Rejections by the Delivering Broker:
  1. Social Security Number/Tax ID Mismatch - the client taxpayer identification number as provided by the receiving broker does not agree with that of the delivering broker’s records. 
  1. Account Title Mismatch - the client account title as provided by the receiving broker does not agree with that of the delivering broker’s records. 
  1. Documentation Needed – the delivering broker requires additional account documentation in order to process a transfer request (e.g., death or marriage legal documents). 
  1. Account Flat – account holds no transferable assets. 
  1. Invalid Account Number – the client account number as provided by the receiving broker is not on delivering member’s books. 
  1. Duplicate – delivering broker is already in receipt of a transfer request involving the same receiving broker and client account..
  1. Account in Distribution or Transfer – another ACATS transfer or other distribution of account assets directly to client is already underway. 
  1. Client Rescinded – client has submitted written request to cancel transfer request. 
  1. Missing Authorization Signature – transfer request requires an additional client and/or custodian signature.

 

Rejections by the Receiving Broker: 

10. Credit Violation - the result of the transfer if effected would be to place the account in margin deficit and subject to forced liquidation.

Glossary terms: 

Dividend Tax Rates

Übersicht: 

Virtually all countries apply withholding taxes when local companies seek to distribute dividends to externally based shareholders (whether those shareholders are corporate or not).  The rate at which IB is obligated to withhold for a given payment depends largely upon whether there is a tax treaty in place between the country where the dividend paying country is based and the country of residence of the dividend recipient.  .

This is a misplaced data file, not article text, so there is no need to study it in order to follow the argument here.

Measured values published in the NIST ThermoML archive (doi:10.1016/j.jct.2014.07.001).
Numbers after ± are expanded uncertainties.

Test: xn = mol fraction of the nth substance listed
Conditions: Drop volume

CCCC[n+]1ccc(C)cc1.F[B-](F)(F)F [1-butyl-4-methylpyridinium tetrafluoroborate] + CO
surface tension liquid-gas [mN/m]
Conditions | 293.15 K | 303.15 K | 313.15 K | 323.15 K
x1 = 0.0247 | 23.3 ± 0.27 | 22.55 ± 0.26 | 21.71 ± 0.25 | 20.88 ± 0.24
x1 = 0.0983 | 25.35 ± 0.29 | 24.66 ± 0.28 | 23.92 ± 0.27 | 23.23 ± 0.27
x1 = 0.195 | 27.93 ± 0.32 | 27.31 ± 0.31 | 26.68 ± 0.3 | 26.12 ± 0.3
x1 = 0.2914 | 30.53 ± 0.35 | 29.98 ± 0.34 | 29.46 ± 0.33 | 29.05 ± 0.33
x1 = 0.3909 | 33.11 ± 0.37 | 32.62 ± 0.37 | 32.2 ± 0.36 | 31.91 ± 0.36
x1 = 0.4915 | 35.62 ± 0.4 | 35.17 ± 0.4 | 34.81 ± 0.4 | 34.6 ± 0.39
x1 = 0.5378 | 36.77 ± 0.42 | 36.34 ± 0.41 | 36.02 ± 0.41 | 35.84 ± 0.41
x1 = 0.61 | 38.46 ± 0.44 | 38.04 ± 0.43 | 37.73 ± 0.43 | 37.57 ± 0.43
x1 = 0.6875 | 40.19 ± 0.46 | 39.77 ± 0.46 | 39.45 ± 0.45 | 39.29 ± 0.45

The table below depicts certain the rates of withholding as applied by IB effective 6-1-2012.

 

Dividend Withholding Rates
  Jurisdiction #1         
Jurisdiction #2          Withholding Rate
  United States Australia 15.0%
  United States Austria 15.0%
  United States Bangladesh 15.0%
  United States Barbados 15.0%
  United States Belgium 15.0%
  United States Bulgaria 10.0%
  United States Canada 15.0%
  United States China 10.0%
  United States Cyprus 15.0%
  United States Czech Republic 15.0%
  United States Denmark 15.0%
  United States Egypt 15.0%
  United States Estonia 15.0%
  United States Finland 15.0%
  United States France 15.0%
  United States Germany 15.0%
  United States Hungary 15.0%
  United States Iceland 15.0%
  United States India 25.0%
  United States Indonesia 15.0%
  United States Ireland 15.0%
  United States Israel 25.0%
  United States Italy 15.0%
  United States Jamaica 15.0%
  United States Japan 10.0%
  United States Kazakhstan 15.0%
  United States Korea 15.0%
  United States Latvia 15.0%
  United States Lithuania 15.0%
  United States Luxembourg 15.0%
  United States Malta 15.0%
  United States Mexico 10.0%
  United States Morocco 15.0%
  United States Netherlands 15.0%
  United States New Zealand 15.0%
  United States Norway 15.0%
  United States Pakistan 30.0%
  United States Philippines 25.0%
  United States Poland 15.0%
  United States Portugal 15.0%
  United States Romania 10.0%
  United States Russia 10.0%
  United States Slovakia 15.0%
  United States Slovenia 15.0%
  United States South Africa 15.0%
  United States Spain 15.0%
  United States Sri Lanka 15.0%